The letter is K, and so the book is Kidnapped by Robert Louis Stevenson. Something that not many people know about Robert Louis Stevenson is that his full name is Robert Louis Balfour Stevenson. Some of you readers may know that one of my names (oooh, one of my names!) is Balfour, so there is a chance that I may be distantly related to this literary genius.
|What a moustache!|
There is a story behind my choice of book today. For my sister’s English class, she had to read Kidnapped, and I decided that I would read it with her. I had read it before when I was younger, but I wanted to support her. So I started to read it, and still I’m on Chapter 7. Seven months later, and I’m still on the same chapter!
|The cover of the graphic novel version of Kidnapped|
Kidnapped is a classic adventure book. There are pirates, Jacobites, sword fights, kidnap (obviously) and an inheritance to win back. When Davie Balfour gets to his uncle’s castle in Shaws after his father’s death, he never expected that he would be kidnapped and commandeered into a pirate ship, left on a desert island, almost arrested as a Jacobite, and finally discovering why his father and uncle quarrelled. The character of Davie Balfour is the classic hero, who always finds a way out just in time, normally with the assistance of his companion and friend Alan Breck, a Jacobite who wants the Stuart dynasty back on the throne. Davie, who is a royalist and loyal to the queen, often fights with Alan about this, but both men respect each other nonetheless.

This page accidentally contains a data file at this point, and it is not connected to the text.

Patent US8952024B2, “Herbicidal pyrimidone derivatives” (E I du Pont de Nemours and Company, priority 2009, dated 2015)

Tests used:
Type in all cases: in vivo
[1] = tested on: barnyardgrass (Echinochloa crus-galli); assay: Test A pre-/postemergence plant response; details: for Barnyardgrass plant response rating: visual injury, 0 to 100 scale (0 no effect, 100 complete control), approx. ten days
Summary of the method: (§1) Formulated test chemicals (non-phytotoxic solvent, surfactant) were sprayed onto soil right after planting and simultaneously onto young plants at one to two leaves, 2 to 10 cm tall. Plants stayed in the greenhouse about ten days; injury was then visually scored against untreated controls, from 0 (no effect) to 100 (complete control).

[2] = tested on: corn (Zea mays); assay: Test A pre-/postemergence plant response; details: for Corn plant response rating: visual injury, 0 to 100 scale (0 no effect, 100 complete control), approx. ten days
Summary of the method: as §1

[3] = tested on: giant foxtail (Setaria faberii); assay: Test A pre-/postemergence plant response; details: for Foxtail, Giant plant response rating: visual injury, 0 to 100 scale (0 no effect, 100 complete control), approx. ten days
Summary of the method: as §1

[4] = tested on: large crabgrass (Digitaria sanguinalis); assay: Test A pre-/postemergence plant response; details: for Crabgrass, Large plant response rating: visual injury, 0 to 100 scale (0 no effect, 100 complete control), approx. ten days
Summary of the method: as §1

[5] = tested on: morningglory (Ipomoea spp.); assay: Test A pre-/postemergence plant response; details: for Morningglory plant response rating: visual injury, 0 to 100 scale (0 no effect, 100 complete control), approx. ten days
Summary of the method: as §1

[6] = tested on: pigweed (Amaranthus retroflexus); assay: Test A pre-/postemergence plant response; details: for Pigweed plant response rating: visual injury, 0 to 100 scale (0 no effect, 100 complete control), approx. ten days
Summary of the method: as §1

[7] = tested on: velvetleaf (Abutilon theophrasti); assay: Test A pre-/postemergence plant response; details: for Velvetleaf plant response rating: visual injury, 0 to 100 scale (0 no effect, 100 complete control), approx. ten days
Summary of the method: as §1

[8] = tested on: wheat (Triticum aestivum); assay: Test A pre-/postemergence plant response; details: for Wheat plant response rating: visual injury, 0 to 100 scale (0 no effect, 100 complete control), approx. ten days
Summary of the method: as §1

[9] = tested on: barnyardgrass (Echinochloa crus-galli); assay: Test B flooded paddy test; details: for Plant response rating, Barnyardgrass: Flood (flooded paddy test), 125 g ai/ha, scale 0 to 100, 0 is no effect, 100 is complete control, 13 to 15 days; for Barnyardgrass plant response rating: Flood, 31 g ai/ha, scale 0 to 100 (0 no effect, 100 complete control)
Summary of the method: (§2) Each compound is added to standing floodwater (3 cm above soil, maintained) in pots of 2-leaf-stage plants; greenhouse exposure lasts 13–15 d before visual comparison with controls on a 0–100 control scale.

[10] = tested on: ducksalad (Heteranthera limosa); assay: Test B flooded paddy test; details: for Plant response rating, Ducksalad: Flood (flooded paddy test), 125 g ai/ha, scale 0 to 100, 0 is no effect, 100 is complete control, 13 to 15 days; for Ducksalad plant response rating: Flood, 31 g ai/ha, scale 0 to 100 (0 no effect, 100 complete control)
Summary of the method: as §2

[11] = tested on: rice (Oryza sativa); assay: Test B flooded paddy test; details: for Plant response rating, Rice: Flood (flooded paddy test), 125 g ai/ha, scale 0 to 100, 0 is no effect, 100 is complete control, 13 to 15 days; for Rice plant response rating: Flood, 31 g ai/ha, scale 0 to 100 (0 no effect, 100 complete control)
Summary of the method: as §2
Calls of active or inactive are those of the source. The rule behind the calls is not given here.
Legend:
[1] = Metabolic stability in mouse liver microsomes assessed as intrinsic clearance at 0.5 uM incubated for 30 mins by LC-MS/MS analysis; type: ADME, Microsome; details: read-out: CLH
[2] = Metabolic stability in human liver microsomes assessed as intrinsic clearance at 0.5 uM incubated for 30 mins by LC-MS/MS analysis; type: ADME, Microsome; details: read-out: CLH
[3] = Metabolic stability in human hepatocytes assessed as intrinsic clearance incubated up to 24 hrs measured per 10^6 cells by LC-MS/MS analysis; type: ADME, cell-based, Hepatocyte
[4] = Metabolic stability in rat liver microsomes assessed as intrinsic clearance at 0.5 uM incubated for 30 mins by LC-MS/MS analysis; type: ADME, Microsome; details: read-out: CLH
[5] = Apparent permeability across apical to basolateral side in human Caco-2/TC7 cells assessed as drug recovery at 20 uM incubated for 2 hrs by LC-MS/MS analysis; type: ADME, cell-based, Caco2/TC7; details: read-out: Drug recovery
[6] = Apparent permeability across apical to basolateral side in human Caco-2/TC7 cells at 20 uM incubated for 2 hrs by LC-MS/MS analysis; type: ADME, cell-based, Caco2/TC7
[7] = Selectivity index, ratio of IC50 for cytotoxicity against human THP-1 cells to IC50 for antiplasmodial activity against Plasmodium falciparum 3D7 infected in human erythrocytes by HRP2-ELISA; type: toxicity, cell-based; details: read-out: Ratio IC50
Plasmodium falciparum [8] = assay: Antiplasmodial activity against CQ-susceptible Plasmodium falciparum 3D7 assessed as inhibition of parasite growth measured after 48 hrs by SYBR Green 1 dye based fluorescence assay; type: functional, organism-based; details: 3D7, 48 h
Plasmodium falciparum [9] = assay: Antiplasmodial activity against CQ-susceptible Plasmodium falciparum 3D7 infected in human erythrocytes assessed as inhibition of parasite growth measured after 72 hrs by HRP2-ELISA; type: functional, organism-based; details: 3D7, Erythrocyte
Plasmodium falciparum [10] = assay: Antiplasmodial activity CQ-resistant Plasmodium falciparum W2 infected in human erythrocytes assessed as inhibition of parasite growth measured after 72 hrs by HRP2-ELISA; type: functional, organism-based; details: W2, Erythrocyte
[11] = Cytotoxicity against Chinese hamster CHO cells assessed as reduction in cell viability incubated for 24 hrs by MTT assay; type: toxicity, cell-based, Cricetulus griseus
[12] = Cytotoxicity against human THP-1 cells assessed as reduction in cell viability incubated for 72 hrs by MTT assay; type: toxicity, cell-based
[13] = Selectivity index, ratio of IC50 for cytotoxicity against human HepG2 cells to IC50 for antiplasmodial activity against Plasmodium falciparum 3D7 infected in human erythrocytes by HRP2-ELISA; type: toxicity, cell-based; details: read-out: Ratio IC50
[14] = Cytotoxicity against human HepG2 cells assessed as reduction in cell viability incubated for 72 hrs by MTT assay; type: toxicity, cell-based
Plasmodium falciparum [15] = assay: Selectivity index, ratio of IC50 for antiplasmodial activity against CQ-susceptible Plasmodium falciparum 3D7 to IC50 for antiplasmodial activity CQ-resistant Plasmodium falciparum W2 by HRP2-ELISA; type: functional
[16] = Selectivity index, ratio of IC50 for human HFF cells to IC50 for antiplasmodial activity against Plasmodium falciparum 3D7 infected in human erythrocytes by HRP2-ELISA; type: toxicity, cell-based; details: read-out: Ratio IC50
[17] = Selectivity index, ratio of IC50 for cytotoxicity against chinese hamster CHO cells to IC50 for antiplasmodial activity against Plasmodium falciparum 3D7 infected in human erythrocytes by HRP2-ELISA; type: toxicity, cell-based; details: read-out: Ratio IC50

|Alan and Davie hiding from the Red Coats|
It is thought that Kidnapped was inspired by the real case of James Annesley, who was heir to five aristocratic titles who was kidnapped at age 12, and taken from Dublin to the USA in 1728. After 13 years, he finally escaped and returned to claim his birth-right. He took his uncle to court, leading to one of the longest court-room dramas of the time.
|A map of Davie's route round Scotland|
Kidnapped is a fantastic book for little boys who want just pure adventure, with sword-fighting and pistol-flinging galore. Add on some political intrigue, and a treasonous plot, and you have a perfect recipe for the classic ‘boy’s novel’. What else is a classic 'boy's novel', filled with lots of action, and none of that 'yucky romance girly stuff'? Comment below.